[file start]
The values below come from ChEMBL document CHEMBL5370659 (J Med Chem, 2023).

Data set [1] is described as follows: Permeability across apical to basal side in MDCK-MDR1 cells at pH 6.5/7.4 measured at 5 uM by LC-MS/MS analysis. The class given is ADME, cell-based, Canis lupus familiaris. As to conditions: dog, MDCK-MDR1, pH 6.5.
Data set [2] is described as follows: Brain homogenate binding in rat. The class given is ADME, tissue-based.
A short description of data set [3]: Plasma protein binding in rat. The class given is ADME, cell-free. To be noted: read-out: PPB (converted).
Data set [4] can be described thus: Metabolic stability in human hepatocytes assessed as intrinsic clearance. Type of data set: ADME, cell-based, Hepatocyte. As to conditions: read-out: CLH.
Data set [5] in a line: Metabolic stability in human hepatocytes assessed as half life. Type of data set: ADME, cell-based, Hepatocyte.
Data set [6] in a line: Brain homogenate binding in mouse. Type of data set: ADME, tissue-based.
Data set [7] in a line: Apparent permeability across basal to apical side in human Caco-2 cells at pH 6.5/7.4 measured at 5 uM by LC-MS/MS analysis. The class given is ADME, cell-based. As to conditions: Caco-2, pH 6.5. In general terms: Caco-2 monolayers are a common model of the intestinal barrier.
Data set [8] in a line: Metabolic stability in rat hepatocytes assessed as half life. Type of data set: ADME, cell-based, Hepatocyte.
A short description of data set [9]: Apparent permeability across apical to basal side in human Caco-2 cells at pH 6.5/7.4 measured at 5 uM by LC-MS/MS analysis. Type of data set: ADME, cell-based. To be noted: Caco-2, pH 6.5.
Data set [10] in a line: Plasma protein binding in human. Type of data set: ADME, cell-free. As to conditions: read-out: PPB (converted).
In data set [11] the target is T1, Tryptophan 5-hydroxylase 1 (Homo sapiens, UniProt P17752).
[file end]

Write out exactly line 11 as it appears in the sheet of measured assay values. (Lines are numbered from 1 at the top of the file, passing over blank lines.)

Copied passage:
Data set [10] in a line: Plasma protein binding in human. Type of data set: ADME, cell-free. As to conditions: read-out: PPB (converted).